I was a little bit of a fixer-upper back in 2003, but you know hundred ten thousand dollars, and we paid it off a couple of years ago, but you know not too hard to pay off a hundred and ten thousand dollar mortgage over ten or fifteen years.
Nothing like trying to pay off a half million or a million dollar mortgage if you’re living in a high cost of living area. Or you know for this similar house in the area what it probably would be is such a con value.
You know this house we live in would easily be one or two million dollars probably cars. Yeah, we actually bought brand-new cars back during college and drove those things there’s a Honda’s course run overthrow. Those for 16 years never never replaced them my wife mentioned upgrading it and mentioning you know she had the oldest car in the parking lot at one point but you know they’re all still working, and she’s not working so I just reminded her that yes you could get a new car. We can afford it we have a passion for it.
But it’s a trade-off between you know are you going to enjoy that new car versus are you are going to enjoy not having to go to work every day. So yeah so we upgraded well upgraded toa minivan this year and actually dropped from two cars to one because you know we’re not working so we-we got a nice you know a nicer newer vehicle but it went from two cars to one so really it was not a lot of a couple of thousand dollars out of pocket to upgrade to a bigger in mister car
Andrew: that’s cool yeah I mean you know we could beat the car discussion down to death with depreciation and interest rate interest payments and everything like that. So just an ear online you’re a truth of good calm you know what-what you got going online what are you doing these days and if people are interested in learning more about you what where should they go?
Justin: yeah probably the best place to go is the blog root ofgood.com I have a facebook page and a Twitter page I update to my frequently. There’s an email subscription button on the blog as well and an RSS feed if you if you use Feedly one of those services. So you can get updates yeah well I mean I post been kind of slow in posting stuff lately. I’ve just been busy with the family and having fun. I’m hoping to get back to a little bit more regular posting now that all my kids will be in school and I ‘ll have some more unstructured free time to play at the keyboard.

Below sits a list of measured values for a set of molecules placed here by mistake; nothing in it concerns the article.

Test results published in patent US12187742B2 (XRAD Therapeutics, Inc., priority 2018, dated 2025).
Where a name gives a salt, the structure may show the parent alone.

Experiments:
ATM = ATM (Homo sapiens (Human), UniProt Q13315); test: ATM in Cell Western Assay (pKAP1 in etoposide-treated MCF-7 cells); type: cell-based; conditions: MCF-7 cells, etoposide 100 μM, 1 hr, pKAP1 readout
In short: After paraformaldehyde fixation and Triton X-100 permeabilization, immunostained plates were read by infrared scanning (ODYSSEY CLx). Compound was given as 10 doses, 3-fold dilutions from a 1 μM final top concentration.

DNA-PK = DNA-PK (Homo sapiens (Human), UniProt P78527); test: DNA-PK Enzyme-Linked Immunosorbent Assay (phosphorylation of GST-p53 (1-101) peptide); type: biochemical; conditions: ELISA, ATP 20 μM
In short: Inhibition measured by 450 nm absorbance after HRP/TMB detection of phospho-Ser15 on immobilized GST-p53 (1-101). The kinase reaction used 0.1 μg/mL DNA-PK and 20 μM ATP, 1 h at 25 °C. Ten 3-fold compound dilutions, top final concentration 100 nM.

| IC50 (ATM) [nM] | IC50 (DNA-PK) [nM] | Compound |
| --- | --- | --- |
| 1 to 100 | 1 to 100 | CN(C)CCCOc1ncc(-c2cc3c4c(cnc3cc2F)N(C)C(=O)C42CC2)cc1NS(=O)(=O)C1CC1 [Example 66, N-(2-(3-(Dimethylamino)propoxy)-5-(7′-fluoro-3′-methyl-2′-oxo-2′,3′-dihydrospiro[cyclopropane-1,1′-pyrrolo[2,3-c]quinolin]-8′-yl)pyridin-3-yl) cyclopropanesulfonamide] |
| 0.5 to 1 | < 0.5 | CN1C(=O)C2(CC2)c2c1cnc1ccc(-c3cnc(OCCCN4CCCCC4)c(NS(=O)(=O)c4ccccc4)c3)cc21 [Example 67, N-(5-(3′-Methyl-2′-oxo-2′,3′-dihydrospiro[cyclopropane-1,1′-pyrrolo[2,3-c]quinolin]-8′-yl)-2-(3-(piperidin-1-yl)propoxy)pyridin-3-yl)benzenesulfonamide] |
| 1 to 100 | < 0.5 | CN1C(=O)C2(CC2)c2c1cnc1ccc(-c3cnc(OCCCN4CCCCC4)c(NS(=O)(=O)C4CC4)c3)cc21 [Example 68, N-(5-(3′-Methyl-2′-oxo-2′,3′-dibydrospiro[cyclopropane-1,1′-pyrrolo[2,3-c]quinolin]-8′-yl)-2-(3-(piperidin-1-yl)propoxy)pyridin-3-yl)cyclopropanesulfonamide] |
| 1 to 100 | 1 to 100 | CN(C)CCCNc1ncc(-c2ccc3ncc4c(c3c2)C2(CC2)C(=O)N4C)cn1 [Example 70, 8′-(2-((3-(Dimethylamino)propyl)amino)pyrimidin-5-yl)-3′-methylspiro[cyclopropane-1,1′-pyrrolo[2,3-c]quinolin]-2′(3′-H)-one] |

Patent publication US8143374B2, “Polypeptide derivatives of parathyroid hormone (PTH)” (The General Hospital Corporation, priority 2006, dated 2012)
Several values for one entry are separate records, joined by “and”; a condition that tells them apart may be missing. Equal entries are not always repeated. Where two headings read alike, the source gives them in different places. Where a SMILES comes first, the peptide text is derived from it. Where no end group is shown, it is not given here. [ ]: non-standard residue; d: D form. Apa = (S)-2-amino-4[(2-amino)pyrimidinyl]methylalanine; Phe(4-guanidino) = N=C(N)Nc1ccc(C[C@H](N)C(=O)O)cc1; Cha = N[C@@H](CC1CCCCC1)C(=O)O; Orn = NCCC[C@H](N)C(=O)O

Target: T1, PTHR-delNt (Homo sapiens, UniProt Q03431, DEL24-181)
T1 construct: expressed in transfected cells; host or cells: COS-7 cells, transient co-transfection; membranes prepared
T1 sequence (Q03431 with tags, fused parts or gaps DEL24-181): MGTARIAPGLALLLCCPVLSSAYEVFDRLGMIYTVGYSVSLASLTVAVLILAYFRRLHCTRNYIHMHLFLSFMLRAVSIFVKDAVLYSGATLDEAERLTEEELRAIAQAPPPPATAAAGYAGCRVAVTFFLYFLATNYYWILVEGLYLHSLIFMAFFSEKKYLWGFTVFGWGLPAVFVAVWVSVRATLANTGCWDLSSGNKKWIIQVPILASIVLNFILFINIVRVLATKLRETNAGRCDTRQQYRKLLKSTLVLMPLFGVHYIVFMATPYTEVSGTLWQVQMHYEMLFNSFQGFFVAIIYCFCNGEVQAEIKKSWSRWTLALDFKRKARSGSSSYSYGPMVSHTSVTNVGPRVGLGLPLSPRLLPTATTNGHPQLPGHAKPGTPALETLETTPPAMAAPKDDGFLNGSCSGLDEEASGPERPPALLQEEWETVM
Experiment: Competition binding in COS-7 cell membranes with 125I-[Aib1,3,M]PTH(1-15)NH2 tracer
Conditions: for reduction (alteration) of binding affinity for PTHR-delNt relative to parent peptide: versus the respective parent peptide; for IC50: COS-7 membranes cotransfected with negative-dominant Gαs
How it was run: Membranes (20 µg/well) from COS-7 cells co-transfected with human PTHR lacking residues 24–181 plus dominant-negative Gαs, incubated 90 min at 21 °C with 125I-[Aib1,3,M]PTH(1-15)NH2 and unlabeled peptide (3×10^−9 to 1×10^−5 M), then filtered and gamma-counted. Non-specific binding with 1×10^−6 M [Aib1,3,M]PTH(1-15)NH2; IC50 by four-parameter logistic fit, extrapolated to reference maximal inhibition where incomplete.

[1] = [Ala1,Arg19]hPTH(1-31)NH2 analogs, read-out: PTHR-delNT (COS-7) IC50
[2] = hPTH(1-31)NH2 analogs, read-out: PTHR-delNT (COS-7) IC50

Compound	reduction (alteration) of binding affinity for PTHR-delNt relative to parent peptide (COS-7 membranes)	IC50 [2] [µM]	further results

So you know what you’ll find the blog is I put out a monthly update on my life my journey my experience is the fun I’m having while we’re spending money on the kind of sneak peek at our financial picture any money moves which our portfolio moves. Which is pretty infrequent so that part’s kind of boarding but.
And then there’s lots of articles and the archives from Roth IRAconversion ladder the four percent rule Obamacare the Affordable Care. At understanding the the-the subsidy cliff you know how that fits into early retirement lots of social security you know how is that how does that work for early retirees you’re going to get more than you think you will know they’re just a lot of good articles there to help people that are thinking about early retirement. Or you know that might surprise them that there are a lot of assumptions about early retirement or what you know what you’re going to sacrifice to get there. Like SocialSecurity what you might not get well you’re are going to get pretty good in Social Security.
So yeah just a good resource if you want to stop on by and say comment on the articles please and yeah that’s where I’m at on the web rootofgood.com
Andrew: sweet and I know where you live too so if I ever run into you at marbles.
Dave: I appreciate you taking the time to talk to us. I learned a lot today I think I know Andrew did too, so it was a lot of fun for us
Justin: good to hear
Dave: yeah all right folks well that’s going to wrap it up for us tonight I hope you enjoyed our conversation with Justin tonight. I know that I certainly learned a lot and I think Andrew did too, and it was very very entertaining, and he’s a smart guy, and he’s done a lot of-of great things.
I applaud Justin for taking the time to talk to us today, and I appreciate I hope you guys got some inspiration from what he was doing. He knows a lot of things that he was talking about or a lot of the same ideas the Andrew , and I am talking about, and it is possible I think that’what I took away from our conversation today.
Justin, I want to thank you again for talking to us today, and folks if you have any questions look for rootofgood.com that’s where Justin is, and he’s got a lot of great resources and a lot of great things that can help you with a lot of different ideas about retirement.
So without any further ado we’re going to go ahead and sign off you guys have a great week and invest with a margin of safety emphasis of safety, and we will talk to you guys next week you have a good one.